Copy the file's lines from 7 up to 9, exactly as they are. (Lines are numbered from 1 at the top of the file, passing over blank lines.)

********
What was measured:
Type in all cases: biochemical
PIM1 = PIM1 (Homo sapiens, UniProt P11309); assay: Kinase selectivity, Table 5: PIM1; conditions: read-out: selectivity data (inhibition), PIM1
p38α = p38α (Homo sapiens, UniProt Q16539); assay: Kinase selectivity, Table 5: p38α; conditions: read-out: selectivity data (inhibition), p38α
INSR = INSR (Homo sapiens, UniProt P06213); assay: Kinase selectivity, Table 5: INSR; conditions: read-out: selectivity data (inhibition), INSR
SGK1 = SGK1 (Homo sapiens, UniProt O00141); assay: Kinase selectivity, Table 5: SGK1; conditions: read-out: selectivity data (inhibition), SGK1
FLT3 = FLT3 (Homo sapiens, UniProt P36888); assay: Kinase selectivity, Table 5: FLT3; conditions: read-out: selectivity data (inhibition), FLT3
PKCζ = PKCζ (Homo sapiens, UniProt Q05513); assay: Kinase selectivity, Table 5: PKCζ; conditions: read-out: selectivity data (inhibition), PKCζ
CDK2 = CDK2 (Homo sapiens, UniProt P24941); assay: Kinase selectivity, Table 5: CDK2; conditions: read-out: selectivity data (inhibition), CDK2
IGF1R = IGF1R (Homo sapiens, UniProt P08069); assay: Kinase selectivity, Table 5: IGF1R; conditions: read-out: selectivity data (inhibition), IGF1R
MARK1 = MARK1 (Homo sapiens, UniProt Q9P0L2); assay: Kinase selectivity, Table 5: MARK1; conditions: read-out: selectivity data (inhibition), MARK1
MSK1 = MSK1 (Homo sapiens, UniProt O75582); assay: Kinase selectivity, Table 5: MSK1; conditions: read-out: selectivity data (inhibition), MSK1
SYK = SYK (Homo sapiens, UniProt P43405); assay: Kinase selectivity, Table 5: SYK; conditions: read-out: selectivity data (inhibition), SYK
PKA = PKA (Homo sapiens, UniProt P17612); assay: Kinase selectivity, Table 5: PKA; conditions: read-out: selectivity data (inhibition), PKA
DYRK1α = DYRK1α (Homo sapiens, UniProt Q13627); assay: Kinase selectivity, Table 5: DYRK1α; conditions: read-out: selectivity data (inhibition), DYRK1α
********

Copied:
FLT3 = FLT3 (Homo sapiens, UniProt P36888); assay: Kinase selectivity, Table 5: FLT3; conditions: read-out: selectivity data (inhibition), FLT3
PKCζ = PKCζ (Homo sapiens, UniProt Q05513); assay: Kinase selectivity, Table 5: PKCζ; conditions: read-out: selectivity data (inhibition), PKCζ
CDK2 = CDK2 (Homo sapiens, UniProt P24941); assay: Kinase selectivity, Table 5: CDK2; conditions: read-out: selectivity data (inhibition), CDK2